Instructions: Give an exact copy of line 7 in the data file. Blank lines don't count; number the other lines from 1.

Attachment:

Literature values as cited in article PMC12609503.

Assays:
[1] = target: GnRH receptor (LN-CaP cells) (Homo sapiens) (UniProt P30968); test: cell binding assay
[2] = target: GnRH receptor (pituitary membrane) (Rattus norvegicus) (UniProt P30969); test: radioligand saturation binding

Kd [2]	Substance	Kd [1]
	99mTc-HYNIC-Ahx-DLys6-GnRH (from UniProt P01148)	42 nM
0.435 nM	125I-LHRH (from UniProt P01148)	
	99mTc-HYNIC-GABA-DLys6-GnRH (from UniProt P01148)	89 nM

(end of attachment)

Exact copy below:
0.435 nM	125I-LHRH (from UniProt P01148)	